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Potent anti-cancer therapy created using 'click chemistry'

Potent anti-cancer therapy created using 'click chemistry'
CiTE generation and proposed underlying biological mechanism. a, The pyridazinedione method for the generation of functionalized Fabs. The Fab is first reduced with TCEP to liberate the cysteines of the single interchain disulfide bond. The reduced Fab is then reacted with the Br2PD of choice, via an addition-elimination mechanism whereby the thiols sequentially displace each Br atom to generate a stable covalent linkage between the heavy and light chains of the protein. BBS, Borate buffered saline. b, The previously developed method for the generation of bsAbs with pyridazinediones by means of SPIEDAC click chemistry. c, Proposed mechanism of action of a sialidase-containing CiTE. The CiTE binds to a target cancer cell through HER2-engagement and to a T cell through the CD3 co-receptor, crosslinking the two cells. The sialidase enzyme removes sialic acid from both target and effector (T) cell to enhance immune activation, leading to more potent T cell-mediated cytotoxicity. The CiTE is functionalized with a biotin molecule to help imaging and/or purification. d, The method developed in this manuscript for the generation of functionalized three-protein CiTE constructs. e, The pyridazinediones and other small molecules used in this work (Br2PD–Tet–N3 1, BCN–PEG–BCN linker 2, Br2PD–BCN 3, Br2PD–Tet 4 and DBCO–biotin 5) for the biotinylation of the constructs. Credit: Nature Chemistry (2023). DOI: 10.1038/s41557-023-01280-4

A potent anti-cancer therapy has been created using Nobel prize-winning "click chemistry," where molecules click together like LEGO bricks, in a new study by UCL and Stanford University researchers.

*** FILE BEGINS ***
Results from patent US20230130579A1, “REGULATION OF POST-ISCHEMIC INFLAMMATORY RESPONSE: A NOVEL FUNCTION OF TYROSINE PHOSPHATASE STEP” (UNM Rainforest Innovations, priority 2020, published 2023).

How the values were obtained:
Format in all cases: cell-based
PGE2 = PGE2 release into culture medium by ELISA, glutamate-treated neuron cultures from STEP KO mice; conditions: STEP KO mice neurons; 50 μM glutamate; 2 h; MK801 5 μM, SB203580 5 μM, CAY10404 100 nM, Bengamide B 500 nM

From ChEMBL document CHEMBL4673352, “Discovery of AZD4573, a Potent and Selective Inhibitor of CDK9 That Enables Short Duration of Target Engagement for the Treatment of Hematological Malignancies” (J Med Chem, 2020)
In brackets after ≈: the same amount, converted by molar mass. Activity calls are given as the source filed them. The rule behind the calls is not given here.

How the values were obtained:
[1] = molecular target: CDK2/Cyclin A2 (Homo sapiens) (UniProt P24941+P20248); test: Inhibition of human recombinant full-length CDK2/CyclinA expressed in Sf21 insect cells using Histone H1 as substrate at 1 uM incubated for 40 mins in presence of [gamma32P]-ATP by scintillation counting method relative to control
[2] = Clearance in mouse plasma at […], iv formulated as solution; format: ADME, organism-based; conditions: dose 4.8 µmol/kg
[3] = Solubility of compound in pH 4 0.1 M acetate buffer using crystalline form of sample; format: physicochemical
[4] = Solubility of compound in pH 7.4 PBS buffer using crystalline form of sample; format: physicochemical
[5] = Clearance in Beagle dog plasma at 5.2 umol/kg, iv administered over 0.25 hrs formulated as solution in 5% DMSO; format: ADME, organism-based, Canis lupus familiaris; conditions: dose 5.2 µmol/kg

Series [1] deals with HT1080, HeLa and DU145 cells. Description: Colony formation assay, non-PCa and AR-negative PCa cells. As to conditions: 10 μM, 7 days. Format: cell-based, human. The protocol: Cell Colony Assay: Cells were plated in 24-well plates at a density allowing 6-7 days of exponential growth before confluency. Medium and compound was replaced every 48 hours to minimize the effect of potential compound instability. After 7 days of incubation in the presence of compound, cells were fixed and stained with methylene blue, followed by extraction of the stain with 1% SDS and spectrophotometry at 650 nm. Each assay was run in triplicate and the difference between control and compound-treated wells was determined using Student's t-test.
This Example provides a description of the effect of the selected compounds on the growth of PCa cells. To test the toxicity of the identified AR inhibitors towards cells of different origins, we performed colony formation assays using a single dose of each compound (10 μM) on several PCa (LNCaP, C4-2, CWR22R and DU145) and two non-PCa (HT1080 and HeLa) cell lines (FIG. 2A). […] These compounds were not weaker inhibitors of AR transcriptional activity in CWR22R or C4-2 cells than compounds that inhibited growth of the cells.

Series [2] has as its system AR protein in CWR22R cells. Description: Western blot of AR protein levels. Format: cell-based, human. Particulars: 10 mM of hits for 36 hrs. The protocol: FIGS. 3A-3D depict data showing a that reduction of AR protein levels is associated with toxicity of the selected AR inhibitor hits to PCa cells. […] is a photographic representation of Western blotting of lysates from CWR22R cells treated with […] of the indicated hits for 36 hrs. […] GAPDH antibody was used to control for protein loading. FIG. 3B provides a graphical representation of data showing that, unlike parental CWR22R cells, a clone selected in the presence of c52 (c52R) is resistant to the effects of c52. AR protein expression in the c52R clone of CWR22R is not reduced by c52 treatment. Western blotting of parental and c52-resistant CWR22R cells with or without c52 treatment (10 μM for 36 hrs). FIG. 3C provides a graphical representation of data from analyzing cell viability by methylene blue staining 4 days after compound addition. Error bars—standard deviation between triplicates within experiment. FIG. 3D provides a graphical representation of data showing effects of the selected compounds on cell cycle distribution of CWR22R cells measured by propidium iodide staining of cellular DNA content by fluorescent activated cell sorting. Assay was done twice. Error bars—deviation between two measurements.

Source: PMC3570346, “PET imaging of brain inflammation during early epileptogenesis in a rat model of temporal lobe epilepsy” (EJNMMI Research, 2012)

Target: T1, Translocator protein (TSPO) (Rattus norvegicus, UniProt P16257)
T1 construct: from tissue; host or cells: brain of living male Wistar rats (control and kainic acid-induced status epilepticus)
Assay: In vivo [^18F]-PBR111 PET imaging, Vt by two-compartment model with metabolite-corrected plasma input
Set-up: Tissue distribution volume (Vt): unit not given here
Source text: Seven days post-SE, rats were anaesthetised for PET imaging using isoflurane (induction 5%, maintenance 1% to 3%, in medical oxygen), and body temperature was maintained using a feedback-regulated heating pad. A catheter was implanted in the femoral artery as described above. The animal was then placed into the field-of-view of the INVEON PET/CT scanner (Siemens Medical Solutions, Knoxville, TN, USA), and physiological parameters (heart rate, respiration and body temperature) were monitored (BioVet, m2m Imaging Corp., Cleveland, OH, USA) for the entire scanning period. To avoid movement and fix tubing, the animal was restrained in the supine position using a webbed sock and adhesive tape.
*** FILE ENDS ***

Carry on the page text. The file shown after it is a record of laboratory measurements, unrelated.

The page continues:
The study, published in Nature Chemistry, opens up new possibilities for how cutting-edge cancer immunotherapies might be built in future.

The research team created an anti-cancer therapy with three components: one targeting the cancer cell, another recruiting a white blood cell called a T cell to attack the cancer cell, and a third knocking out part of the cancer cell's defenses.

Previously, this type of three-component therapy has only been built using a complex process called protein engineering, in which DNA sequences for multiple proteins are combined and inserted into a single cell.

One of the three-component therapies the researchers built, which used an enzyme called sialidase to strip away sugars that the cancer cell uses to hide itself, was especially effective at killing breast in a dish. The researchers said this showed that the enzyme—which only recently started being explored in cancer research—has the potential to be the basis of next-generation anti-cancer agents.

First author Dr. Peter Szijj (UCL Chemistry) said, "Click chemistry is a quicker and more adaptable way to build these multifunctional anti-cancer agents than protein engineering. It's relatively easy to attach click 'handles' to proteins so you can try lots of combinations quickly to test what might work best. Using protein engineering, you need a separate mechanism for each component."